A. Catherine Noon here, with my first Monday post of the day. I don’t know about you, but when Monday rolls around, I’m usually caught by surprise – even though Monday comes the same time every week. What is it about starting the work week that so discombobulates me? Even the full time homemakers I know look at Monday as the start of a whirlwind because their working spouse and kids have work and school. And these days, it may be even more than just those two commitments. How many working folks do you know who are attending school? Parents that help run church, school, or social organizations, (or all three)? Single folks who have more stuff stuffed in their calendars than would fit on a large poster-board?
I see a lot of posts about Mondays, to the effect of, oh, geez, it’s Monday again, gotta go ta werk, yadda yadda. I’ve even posted a few myself, probably (though I’m more likely to post dear lord I need coffee pics, and that’s not confined to Mondays). Here’s why: even though it’s Monday, and I’m full of the doan wannas, and I have to get up early to go to work when I was in the middle of forty-eleven other things, the truth is, I have a job to go to. And in this economy, I’m grateful for that. I’m grateful I have a home, I have heat for that home, and I have breakfast to eat (and coffee to drink) before I get to the office. Heck, I have coffee at the office, along with a fridge that I keep stocked with food. (What? I might starve!)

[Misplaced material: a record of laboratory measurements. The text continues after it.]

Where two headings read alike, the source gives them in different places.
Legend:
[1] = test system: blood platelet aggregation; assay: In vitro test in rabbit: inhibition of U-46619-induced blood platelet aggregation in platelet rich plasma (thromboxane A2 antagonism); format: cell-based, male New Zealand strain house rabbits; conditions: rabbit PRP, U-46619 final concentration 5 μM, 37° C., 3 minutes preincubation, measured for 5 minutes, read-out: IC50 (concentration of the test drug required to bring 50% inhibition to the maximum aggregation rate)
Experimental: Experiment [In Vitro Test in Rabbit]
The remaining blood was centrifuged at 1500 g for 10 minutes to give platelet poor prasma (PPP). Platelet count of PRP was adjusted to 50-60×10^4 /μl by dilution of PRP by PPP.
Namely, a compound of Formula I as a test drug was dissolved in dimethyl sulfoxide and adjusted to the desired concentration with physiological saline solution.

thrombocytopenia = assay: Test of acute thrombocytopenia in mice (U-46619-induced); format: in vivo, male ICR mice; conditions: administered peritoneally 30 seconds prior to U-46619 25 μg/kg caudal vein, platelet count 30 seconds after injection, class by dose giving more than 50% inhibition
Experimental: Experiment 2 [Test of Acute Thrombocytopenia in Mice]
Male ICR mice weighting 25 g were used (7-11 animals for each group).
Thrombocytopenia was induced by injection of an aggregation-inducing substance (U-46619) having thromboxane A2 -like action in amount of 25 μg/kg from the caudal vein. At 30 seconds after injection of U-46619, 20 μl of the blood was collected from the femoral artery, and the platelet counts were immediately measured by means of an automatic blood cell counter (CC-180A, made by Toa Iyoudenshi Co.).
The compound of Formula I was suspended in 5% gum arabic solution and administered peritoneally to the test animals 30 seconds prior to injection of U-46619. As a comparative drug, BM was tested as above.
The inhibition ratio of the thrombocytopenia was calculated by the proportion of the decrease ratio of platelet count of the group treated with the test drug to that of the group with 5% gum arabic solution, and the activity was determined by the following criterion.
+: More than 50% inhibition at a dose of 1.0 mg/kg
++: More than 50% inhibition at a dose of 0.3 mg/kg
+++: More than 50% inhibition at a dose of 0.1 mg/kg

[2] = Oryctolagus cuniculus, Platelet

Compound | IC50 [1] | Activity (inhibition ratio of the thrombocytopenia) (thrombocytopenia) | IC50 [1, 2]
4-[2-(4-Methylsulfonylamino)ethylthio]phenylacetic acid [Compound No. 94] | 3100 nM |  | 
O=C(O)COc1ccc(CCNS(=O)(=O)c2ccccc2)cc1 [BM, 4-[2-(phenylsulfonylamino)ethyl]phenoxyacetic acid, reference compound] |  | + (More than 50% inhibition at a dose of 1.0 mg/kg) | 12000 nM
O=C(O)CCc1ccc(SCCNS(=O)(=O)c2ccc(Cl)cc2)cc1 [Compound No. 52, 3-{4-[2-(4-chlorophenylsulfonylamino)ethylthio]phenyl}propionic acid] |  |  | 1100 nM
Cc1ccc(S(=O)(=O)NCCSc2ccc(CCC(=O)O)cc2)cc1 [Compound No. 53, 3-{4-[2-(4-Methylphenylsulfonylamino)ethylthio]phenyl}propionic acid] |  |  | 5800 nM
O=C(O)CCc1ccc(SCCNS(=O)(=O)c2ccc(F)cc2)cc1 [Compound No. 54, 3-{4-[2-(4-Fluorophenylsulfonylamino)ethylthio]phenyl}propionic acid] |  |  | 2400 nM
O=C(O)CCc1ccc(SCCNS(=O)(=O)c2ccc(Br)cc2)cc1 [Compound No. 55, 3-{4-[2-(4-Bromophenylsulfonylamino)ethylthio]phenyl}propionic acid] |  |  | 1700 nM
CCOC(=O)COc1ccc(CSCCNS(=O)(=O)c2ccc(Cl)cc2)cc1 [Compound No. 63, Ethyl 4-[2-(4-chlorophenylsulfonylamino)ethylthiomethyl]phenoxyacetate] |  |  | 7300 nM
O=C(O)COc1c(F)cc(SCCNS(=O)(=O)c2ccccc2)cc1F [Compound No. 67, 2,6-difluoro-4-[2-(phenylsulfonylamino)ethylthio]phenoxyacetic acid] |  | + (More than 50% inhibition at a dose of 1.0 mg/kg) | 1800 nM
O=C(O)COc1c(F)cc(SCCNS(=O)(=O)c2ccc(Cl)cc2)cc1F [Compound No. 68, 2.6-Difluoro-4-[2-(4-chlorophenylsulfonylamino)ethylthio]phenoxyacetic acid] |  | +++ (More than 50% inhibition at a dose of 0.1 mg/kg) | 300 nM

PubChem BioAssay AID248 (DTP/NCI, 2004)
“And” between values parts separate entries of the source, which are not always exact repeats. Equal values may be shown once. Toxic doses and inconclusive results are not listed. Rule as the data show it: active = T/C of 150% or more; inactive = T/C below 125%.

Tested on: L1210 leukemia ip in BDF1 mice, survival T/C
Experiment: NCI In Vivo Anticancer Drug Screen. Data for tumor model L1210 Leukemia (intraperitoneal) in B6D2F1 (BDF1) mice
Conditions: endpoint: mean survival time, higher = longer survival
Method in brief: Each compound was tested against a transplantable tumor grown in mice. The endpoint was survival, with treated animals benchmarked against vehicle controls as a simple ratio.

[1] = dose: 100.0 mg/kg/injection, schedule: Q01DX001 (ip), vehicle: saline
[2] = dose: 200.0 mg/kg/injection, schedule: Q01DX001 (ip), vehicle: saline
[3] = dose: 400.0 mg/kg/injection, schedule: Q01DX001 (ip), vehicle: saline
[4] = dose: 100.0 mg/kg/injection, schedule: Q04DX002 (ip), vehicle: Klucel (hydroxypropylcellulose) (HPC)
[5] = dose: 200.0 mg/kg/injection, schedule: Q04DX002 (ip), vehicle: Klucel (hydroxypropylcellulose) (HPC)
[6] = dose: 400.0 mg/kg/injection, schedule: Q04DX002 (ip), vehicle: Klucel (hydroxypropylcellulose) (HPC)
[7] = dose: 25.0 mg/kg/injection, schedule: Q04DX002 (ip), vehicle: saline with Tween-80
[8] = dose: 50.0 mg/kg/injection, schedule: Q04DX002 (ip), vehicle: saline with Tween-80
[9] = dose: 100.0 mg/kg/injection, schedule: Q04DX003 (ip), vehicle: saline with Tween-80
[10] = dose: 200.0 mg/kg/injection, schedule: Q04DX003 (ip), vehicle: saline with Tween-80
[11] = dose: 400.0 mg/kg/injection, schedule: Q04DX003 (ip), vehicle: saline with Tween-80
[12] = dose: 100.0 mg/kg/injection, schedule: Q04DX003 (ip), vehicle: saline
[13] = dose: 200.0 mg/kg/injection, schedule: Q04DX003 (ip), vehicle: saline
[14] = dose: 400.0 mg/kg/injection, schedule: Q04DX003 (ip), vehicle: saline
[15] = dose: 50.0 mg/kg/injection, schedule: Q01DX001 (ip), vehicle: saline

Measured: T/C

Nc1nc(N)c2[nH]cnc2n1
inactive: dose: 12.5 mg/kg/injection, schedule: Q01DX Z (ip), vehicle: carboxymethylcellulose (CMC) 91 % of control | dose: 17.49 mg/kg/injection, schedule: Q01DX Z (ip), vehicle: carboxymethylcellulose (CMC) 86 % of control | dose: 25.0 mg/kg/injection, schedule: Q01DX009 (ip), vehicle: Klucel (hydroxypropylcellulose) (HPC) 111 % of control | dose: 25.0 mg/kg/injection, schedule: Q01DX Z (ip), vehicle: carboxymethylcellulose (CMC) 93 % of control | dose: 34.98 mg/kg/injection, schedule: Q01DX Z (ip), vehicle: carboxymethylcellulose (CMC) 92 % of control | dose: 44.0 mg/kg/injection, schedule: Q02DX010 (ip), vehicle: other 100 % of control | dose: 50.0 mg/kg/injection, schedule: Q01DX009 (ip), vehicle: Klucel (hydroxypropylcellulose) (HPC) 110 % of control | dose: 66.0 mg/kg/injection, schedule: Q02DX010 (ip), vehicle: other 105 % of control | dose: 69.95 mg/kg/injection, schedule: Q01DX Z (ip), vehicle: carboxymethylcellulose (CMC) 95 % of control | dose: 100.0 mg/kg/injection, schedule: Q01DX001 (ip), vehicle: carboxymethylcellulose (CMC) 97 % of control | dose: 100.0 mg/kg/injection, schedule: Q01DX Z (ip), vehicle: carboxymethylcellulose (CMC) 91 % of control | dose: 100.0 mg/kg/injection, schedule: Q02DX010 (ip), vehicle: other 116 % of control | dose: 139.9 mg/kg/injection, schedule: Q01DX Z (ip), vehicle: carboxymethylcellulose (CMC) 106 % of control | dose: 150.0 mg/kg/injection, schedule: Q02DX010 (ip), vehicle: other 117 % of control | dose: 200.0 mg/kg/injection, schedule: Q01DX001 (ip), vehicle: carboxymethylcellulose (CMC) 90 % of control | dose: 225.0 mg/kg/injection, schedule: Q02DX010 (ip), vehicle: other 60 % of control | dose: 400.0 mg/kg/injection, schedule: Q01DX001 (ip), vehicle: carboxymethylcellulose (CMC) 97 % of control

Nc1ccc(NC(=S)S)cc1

As we read the news of people affected by the disaster in Oroville, California, I’m reminded sharply about the comforts of home. I grew up 90 miles from Oroville. When I see pictures or watch video, it makes me start to shake and cry. This morning, I saw that over 185,000 people had been evacuated, with evacuation orders on five cities surrounding the dam. This news is on top of the hundreds of displaced and separated families that have happened since last week as the immigration crackdown kicked into high gear.
So if you are reading this, as I am typing it, from the comfort of somewhere safe and warm, send a little thought or prayer of thanks up to the universe. If you are in harms way, I wish you all possible safety and a speedy solution to your experience.
– E.E. Cummings
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